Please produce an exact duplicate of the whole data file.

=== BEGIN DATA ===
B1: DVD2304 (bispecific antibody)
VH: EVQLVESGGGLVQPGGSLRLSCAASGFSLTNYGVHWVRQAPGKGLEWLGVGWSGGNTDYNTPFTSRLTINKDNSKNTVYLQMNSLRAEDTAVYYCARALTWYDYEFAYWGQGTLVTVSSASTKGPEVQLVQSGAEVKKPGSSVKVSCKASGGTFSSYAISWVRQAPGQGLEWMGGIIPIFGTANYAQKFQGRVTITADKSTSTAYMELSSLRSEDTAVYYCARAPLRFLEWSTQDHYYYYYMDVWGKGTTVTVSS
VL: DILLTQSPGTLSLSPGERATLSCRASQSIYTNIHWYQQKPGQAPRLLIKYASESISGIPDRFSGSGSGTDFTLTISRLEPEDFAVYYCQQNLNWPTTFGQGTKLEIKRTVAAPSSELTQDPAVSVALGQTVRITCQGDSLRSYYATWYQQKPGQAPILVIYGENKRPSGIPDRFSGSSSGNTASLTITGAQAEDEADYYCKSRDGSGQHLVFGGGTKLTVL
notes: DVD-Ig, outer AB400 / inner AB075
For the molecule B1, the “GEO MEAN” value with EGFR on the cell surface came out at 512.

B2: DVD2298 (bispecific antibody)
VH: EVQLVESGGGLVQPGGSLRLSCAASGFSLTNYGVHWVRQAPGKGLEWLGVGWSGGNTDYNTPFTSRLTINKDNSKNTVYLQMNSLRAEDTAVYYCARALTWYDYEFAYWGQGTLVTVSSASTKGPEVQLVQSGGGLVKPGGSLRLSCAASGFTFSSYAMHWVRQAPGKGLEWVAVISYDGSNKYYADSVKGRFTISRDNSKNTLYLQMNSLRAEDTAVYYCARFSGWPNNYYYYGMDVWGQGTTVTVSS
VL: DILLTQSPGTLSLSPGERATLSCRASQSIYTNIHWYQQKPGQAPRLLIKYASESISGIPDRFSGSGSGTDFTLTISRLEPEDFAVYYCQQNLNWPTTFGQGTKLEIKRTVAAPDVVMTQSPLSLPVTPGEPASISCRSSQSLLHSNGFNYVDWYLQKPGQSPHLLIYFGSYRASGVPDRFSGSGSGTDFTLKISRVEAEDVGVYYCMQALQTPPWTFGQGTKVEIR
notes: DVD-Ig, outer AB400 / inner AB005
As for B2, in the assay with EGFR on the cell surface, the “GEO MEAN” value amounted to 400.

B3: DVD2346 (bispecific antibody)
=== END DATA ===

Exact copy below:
B1: DVD2304 (bispecific antibody)
VH: EVQLVESGGGLVQPGGSLRLSCAASGFSLTNYGVHWVRQAPGKGLEWLGVGWSGGNTDYNTPFTSRLTINKDNSKNTVYLQMNSLRAEDTAVYYCARALTWYDYEFAYWGQGTLVTVSSASTKGPEVQLVQSGAEVKKPGSSVKVSCKASGGTFSSYAISWVRQAPGQGLEWMGGIIPIFGTANYAQKFQGRVTITADKSTSTAYMELSSLRSEDTAVYYCARAPLRFLEWSTQDHYYYYYMDVWGKGTTVTVSS
VL: DILLTQSPGTLSLSPGERATLSCRASQSIYTNIHWYQQKPGQAPRLLIKYASESISGIPDRFSGSGSGTDFTLTISRLEPEDFAVYYCQQNLNWPTTFGQGTKLEIKRTVAAPSSELTQDPAVSVALGQTVRITCQGDSLRSYYATWYQQKPGQAPILVIYGENKRPSGIPDRFSGSSSGNTASLTITGAQAEDEADYYCKSRDGSGQHLVFGGGTKLTVL
notes: DVD-Ig, outer AB400 / inner AB075
For the molecule B1, the “GEO MEAN” value with EGFR on the cell surface came out at 512.

B2: DVD2298 (bispecific antibody)
VH: EVQLVESGGGLVQPGGSLRLSCAASGFSLTNYGVHWVRQAPGKGLEWLGVGWSGGNTDYNTPFTSRLTINKDNSKNTVYLQMNSLRAEDTAVYYCARALTWYDYEFAYWGQGTLVTVSSASTKGPEVQLVQSGGGLVKPGGSLRLSCAASGFTFSSYAMHWVRQAPGKGLEWVAVISYDGSNKYYADSVKGRFTISRDNSKNTLYLQMNSLRAEDTAVYYCARFSGWPNNYYYYGMDVWGQGTTVTVSS
VL: DILLTQSPGTLSLSPGERATLSCRASQSIYTNIHWYQQKPGQAPRLLIKYASESISGIPDRFSGSGSGTDFTLTISRLEPEDFAVYYCQQNLNWPTTFGQGTKLEIKRTVAAPDVVMTQSPLSLPVTPGEPASISCRSSQSLLHSNGFNYVDWYLQKPGQSPHLLIYFGSYRASGVPDRFSGSGSGTDFTLKISRVEAEDVGVYYCMQALQTPPWTFGQGTKVEIR
notes: DVD-Ig, outer AB400 / inner AB005
As for B2, in the assay with EGFR on the cell surface, the “GEO MEAN” value amounted to 400.

B3: DVD2346 (bispecific antibody)